In Depth: How a Bungled British Deal Left Everbright on the Hook for $522 Million
* While Everbright Securities entered the deal with only a minority investment of 60 million yuan, dodgy dealmaking led it to owe two senior-tranche partners 3.5 billion yuan
* There is still no clear answer to how risk management failed to spot the pitfalls in the debacle of a deal to acquire MP & Silva Holding
(Beijing) — When state-owned Everbright Securities Co. Ltd. formed a consortium of investors to purchase a 65% stake in a London-based sports media company for 5.2 billion yuan ($777.4 million) in May 2016, Chinese companies were already in the midst of an unprecedented buying binge that was making headlines for its audacity.
But as with many deals of that era, the consortium’s purchase of MP & Silva Holding SA (MPS) would become an albatross around its neck. MPS lost key contracts and its main dealmakers left for rival companies. In October 2018, MPS was declared bankrupt and liquidated, while Everbright has had to write off 1.52 billion yuan in impairment losses.
While the company only entered the deal with a minority investment of 60 million yuan, dodgy dealmaking led it to owe two senior-tranche partners 3.5 billion yuan, according to its 2018 financial statement. The company faces several legal battles as investing partners try to recoup their losses.
How did this subsidiary of China Everbright Group Ltd., a sprawling state-owned financial services company, enter such a quagmire of a deal and how did its risk management mechanisms perform so poorly? While one of the senior figures in the deal reportedly has been arrested, the stench of further corruption hangs over the purchase. As China’s mergers and acquisition (M&A) landscape becomes ever more complex, China’s regulators are hoping important lessons can be learned from the MPS debacle.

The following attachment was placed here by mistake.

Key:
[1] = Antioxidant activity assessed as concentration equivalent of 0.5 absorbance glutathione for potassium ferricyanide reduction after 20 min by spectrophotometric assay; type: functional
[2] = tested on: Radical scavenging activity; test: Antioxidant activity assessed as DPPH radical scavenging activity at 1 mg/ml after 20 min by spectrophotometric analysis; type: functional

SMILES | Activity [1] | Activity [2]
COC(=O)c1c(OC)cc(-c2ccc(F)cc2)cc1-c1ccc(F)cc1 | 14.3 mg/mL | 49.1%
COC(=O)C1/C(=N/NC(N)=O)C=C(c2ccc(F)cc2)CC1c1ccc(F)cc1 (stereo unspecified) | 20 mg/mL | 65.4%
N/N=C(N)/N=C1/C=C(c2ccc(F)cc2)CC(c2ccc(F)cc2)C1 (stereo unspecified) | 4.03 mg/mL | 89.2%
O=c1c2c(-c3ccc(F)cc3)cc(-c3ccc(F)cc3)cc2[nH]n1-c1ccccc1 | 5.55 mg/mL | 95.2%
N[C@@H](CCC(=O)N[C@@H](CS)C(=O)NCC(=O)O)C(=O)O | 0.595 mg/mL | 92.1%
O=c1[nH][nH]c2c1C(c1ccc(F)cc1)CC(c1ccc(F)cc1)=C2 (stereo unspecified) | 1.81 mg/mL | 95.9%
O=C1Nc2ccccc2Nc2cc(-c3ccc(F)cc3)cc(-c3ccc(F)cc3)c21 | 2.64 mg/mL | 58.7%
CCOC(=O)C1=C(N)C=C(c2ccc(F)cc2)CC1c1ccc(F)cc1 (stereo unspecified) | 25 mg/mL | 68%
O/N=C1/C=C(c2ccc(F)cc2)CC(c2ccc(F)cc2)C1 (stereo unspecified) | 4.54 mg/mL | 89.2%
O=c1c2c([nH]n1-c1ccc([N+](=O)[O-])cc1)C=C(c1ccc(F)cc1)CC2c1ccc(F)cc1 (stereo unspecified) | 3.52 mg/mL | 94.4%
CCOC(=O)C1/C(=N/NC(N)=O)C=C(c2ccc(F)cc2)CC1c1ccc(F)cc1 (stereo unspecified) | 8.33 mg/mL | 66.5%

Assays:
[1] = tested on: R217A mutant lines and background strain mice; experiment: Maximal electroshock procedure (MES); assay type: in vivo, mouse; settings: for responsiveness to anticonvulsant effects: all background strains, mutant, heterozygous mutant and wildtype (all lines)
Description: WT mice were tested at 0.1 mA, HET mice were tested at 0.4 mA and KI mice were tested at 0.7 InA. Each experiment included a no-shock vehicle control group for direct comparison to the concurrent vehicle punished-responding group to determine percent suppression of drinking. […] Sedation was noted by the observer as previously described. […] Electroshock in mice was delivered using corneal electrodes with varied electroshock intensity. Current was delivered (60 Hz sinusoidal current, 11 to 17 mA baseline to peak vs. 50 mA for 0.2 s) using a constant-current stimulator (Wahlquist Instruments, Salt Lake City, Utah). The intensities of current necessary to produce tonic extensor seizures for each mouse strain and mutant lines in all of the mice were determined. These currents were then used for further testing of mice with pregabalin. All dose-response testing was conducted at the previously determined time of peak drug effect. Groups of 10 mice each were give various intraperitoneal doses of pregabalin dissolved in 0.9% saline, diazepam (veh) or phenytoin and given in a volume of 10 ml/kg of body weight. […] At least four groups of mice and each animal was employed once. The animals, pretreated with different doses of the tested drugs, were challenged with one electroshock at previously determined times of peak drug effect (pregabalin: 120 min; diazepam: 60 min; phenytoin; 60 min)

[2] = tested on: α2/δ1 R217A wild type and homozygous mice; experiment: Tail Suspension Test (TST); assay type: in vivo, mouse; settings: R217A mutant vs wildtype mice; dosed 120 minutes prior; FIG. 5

A big bet on sports
The consortium was one of several Chinese entities to try its luck abroad in 2016 against a backdrop of slowing domestic growth, sluggish domestic stock markets and the yuan’s continued depreciation. That year, outbound M&A rose 246% compared with a year earlier to $221 billion, according to PwC, with the likes of HNA Group throwing money into several overseas investments. Viewing rights for overseas sports were seen as particularly lucrative, with Dalian Wanda Group Co. Ltd. purchasing a 17% stake in Spanish soccer team Atlético Madrid (sold in February 2018) and a sports marketing firm, while several companies bought stakes in English Premier League clubs.
This made MPS an understandable target of Chinese interest. Founded in 2004 by well-connected Italian businessmen Riccardo Silva and Andrea Radrizzani, the company had secured highly sought-after television rights for top-flight English, Italian and German soccer, as well as Grand Slam tennis and motor racing. With revenues of around $600 million in 2015, it was a tempting prospect for internet entertainment company Beijing Baofeng Technology Co. Ltd., which had ambitions of competing with LeSports, a popular domestic sports media platform, in the Chinese market.
In May 2016, a unit of Everbright Securities and a Baofeng subsidiary established an investment vehicle called Shanghai JinXin Investment Consulting Partnership Enterprise. JinXin raised 5.2 billion yuan to buy a 65% stake in MPS. Baofeng promised to purchase the MPS stakes from its partner investors in the consortium within 18 months after the closure of the takeover deal. While apparently not made public at the time, senior deal partners included China Merchants Bank Co. Ltd. and Shanghai Huarui Bank Co. Ltd. would also receive compensation for supporting the deal.
Backing a losing horse
Yet Baofeng would not make the purchase. MPS started to run into difficulties soon after the deal was done. According to insider sources cited by Bloomberg, the company failed to retain its most experienced dealmakers and lost its most important sports broadcasting contracts, while several contracts went unpaid. The company went through three CEOs after the takeover. In October 2018, the U.K.’s high court declared the company bankrupt, and ruled that its remaining assets would be liquidated and the proceeds handed to creditors.
JinXin also made major oversights in its purchase of the 65% stake, and did not have MPS’s cofounders sign noncompetition agreements. This meant that when Silva sold his stake in the company, he was free to go on to acquire another sports media company, SportsBusiness Group Ltd. While Radrizzani would remain as vice chairman of MPS, he founded another media company in 2015 called Eleven Sports Network Ltd., which would go on to secure a three-year deal to broadcast Spain’s top-flight soccer league in the U.K. and Ireland.
Both Silva and Radrizzani declined to comment for Caixin’s Chinese version of this article.